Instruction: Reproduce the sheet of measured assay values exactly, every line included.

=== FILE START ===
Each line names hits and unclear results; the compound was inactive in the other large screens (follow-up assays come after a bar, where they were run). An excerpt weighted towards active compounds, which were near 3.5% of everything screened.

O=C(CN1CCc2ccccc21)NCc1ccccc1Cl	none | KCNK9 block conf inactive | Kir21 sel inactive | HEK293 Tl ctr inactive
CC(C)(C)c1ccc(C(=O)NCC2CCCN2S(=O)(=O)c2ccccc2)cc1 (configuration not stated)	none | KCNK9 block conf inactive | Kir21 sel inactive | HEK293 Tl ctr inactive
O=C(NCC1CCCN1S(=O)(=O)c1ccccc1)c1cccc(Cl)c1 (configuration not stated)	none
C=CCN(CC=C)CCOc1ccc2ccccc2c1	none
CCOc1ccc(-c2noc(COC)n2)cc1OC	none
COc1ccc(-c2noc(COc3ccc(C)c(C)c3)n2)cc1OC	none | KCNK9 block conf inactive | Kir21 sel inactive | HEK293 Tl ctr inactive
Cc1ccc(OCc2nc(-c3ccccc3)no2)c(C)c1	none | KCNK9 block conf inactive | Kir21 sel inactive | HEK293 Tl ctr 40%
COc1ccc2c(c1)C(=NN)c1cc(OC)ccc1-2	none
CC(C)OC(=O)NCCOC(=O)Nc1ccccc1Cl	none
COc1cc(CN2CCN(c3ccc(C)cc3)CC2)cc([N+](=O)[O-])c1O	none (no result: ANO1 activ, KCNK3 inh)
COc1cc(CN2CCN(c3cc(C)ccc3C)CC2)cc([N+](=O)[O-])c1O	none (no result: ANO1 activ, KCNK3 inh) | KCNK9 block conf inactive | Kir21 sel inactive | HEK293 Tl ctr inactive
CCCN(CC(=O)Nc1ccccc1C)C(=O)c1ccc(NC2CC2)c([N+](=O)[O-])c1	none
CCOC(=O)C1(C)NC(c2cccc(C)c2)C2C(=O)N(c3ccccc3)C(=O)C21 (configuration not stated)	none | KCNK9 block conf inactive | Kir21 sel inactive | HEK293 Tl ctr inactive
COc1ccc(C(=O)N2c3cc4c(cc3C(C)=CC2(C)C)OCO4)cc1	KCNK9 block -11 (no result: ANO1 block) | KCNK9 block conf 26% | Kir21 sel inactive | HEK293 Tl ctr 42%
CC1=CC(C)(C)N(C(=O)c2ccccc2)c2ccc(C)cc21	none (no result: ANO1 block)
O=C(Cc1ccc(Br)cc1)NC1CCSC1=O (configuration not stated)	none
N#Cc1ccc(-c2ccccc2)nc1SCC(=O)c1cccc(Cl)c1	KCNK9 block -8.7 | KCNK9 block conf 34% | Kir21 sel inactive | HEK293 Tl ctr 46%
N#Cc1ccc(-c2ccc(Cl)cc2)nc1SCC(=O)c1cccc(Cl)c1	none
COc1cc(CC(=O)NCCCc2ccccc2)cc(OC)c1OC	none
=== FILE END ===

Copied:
Each line names hits and unclear results; the compound was inactive in the other large screens (follow-up assays come after a bar, where they were run). An excerpt weighted towards active compounds, which were near 3.5% of everything screened.

O=C(CN1CCc2ccccc21)NCc1ccccc1Cl	none | KCNK9 block conf inactive | Kir21 sel inactive | HEK293 Tl ctr inactive
CC(C)(C)c1ccc(C(=O)NCC2CCCN2S(=O)(=O)c2ccccc2)cc1 (configuration not stated)	none | KCNK9 block conf inactive | Kir21 sel inactive | HEK293 Tl ctr inactive
O=C(NCC1CCCN1S(=O)(=O)c1ccccc1)c1cccc(Cl)c1 (configuration not stated)	none
C=CCN(CC=C)CCOc1ccc2ccccc2c1	none
CCOc1ccc(-c2noc(COC)n2)cc1OC	none
COc1ccc(-c2noc(COc3ccc(C)c(C)c3)n2)cc1OC	none | KCNK9 block conf inactive | Kir21 sel inactive | HEK293 Tl ctr inactive
Cc1ccc(OCc2nc(-c3ccccc3)no2)c(C)c1	none | KCNK9 block conf inactive | Kir21 sel inactive | HEK293 Tl ctr 40%
COc1ccc2c(c1)C(=NN)c1cc(OC)ccc1-2	none
CC(C)OC(=O)NCCOC(=O)Nc1ccccc1Cl	none
COc1cc(CN2CCN(c3ccc(C)cc3)CC2)cc([N+](=O)[O-])c1O	none (no result: ANO1 activ, KCNK3 inh)
COc1cc(CN2CCN(c3cc(C)ccc3C)CC2)cc([N+](=O)[O-])c1O	none (no result: ANO1 activ, KCNK3 inh) | KCNK9 block conf inactive | Kir21 sel inactive | HEK293 Tl ctr inactive
CCCN(CC(=O)Nc1ccccc1C)C(=O)c1ccc(NC2CC2)c([N+](=O)[O-])c1	none
CCOC(=O)C1(C)NC(c2cccc(C)c2)C2C(=O)N(c3ccccc3)C(=O)C21 (configuration not stated)	none | KCNK9 block conf inactive | Kir21 sel inactive | HEK293 Tl ctr inactive
COc1ccc(C(=O)N2c3cc4c(cc3C(C)=CC2(C)C)OCO4)cc1	KCNK9 block -11 (no result: ANO1 block) | KCNK9 block conf 26% | Kir21 sel inactive | HEK293 Tl ctr 42%
CC1=CC(C)(C)N(C(=O)c2ccccc2)c2ccc(C)cc21	none (no result: ANO1 block)
O=C(Cc1ccc(Br)cc1)NC1CCSC1=O (configuration not stated)	none
N#Cc1ccc(-c2ccccc2)nc1SCC(=O)c1cccc(Cl)c1	KCNK9 block -8.7 | KCNK9 block conf 34% | Kir21 sel inactive | HEK293 Tl ctr 46%
N#Cc1ccc(-c2ccc(Cl)cc2)nc1SCC(=O)c1cccc(Cl)c1	none
COc1cc(CC(=O)NCCCc2ccccc2)cc(OC)c1OC	none